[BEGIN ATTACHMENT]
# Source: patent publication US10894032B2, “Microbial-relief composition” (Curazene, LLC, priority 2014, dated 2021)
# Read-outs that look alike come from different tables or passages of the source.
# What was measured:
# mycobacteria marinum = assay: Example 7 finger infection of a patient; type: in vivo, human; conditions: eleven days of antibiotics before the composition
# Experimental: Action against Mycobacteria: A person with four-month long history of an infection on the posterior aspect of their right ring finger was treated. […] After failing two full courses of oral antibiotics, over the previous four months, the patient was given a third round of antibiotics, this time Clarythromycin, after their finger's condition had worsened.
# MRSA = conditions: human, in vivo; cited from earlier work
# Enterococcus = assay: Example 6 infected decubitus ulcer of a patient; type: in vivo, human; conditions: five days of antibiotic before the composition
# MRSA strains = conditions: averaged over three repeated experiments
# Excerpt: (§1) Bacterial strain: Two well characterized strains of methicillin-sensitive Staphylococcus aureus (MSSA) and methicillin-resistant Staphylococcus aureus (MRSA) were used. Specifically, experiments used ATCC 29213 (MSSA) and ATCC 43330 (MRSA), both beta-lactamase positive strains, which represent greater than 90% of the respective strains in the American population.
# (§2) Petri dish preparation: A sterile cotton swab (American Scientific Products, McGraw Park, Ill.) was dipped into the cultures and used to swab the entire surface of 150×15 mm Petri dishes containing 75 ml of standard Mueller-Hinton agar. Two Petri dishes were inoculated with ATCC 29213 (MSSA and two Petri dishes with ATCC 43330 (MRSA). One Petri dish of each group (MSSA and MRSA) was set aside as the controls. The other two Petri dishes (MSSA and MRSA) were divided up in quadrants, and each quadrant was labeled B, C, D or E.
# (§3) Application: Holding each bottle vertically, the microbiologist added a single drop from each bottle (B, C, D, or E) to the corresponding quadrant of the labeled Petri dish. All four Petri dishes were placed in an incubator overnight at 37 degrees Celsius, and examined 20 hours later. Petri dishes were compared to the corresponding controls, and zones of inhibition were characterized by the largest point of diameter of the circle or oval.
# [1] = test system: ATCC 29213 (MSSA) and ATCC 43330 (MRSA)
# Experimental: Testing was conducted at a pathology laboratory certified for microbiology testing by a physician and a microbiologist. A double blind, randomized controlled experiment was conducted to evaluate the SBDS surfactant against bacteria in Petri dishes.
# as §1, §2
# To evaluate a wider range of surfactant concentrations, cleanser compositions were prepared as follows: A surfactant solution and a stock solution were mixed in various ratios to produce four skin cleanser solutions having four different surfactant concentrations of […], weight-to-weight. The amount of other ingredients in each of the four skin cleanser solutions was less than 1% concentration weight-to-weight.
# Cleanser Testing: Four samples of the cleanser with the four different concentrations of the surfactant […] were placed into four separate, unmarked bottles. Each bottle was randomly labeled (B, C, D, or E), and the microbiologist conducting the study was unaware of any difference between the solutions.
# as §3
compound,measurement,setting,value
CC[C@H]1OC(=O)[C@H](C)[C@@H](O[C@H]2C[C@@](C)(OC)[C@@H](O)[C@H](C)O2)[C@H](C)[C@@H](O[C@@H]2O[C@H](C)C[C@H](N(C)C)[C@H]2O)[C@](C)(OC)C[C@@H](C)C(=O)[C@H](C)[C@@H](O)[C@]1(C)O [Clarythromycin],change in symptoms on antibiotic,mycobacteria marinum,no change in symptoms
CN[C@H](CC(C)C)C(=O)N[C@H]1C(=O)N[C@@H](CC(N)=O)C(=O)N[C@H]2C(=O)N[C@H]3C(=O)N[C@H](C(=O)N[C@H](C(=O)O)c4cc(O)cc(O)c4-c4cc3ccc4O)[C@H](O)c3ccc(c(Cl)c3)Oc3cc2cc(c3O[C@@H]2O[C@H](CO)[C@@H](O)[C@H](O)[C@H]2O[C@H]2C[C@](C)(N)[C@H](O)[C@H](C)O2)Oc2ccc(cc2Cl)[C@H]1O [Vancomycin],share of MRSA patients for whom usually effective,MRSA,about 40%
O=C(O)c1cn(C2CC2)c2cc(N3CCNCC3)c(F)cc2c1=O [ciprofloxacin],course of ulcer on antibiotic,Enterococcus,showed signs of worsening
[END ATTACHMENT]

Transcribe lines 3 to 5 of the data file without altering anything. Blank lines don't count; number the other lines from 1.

# What was measured:
# mycobacteria marinum = assay: Example 7 finger infection of a patient; type: in vivo, human; conditions: eleven days of antibiotics before the composition
# Experimental: Action against Mycobacteria: A person with four-month long history of an infection on the posterior aspect of their right ring finger was treated. […] After failing two full courses of oral antibiotics, over the previous four months, the patient was given a third round of antibiotics, this time Clarythromycin, after their finger's condition had worsened.